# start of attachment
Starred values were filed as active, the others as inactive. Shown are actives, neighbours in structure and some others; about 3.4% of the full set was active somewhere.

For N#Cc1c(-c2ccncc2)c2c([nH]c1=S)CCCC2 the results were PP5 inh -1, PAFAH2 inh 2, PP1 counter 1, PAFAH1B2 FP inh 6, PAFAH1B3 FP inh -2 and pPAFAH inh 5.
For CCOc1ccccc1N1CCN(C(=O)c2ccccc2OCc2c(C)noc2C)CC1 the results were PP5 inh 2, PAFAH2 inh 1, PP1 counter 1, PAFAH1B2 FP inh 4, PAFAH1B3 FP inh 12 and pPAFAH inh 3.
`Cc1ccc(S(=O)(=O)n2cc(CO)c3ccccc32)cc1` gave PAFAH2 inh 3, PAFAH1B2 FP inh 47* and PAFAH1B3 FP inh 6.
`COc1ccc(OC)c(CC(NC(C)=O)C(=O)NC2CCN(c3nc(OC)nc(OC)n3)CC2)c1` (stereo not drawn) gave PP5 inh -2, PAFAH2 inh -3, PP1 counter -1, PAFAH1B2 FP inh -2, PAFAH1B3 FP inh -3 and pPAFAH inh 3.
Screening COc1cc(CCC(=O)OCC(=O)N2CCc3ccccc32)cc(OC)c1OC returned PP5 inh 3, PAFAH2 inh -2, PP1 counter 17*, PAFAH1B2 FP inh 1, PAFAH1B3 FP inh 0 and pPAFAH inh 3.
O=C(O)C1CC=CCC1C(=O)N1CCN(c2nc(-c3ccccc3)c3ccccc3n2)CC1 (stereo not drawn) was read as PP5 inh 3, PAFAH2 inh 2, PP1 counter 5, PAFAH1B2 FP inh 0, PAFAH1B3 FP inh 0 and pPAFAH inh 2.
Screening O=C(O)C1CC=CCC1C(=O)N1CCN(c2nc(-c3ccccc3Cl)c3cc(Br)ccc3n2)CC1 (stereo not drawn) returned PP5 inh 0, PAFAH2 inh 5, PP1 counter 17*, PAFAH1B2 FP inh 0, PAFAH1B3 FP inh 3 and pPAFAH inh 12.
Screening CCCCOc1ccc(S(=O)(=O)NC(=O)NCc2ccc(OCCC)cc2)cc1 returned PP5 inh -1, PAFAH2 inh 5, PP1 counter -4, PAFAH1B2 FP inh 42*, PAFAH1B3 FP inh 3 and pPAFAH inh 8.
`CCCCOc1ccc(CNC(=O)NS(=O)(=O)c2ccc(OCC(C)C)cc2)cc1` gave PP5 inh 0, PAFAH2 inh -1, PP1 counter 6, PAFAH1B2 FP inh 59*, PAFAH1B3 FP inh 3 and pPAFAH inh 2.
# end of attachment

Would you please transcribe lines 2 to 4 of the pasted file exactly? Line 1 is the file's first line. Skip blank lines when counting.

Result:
For N#Cc1c(-c2ccncc2)c2c([nH]c1=S)CCCC2 the results were PP5 inh -1, PAFAH2 inh 2, PP1 counter 1, PAFAH1B2 FP inh 6, PAFAH1B3 FP inh -2 and pPAFAH inh 5.
For CCOc1ccccc1N1CCN(C(=O)c2ccccc2OCc2c(C)noc2C)CC1 the results were PP5 inh 2, PAFAH2 inh 1, PP1 counter 1, PAFAH1B2 FP inh 4, PAFAH1B3 FP inh 12 and pPAFAH inh 3.
`Cc1ccc(S(=O)(=O)n2cc(CO)c3ccccc32)cc1` gave PAFAH2 inh 3, PAFAH1B2 FP inh 47* and PAFAH1B3 FP inh 6.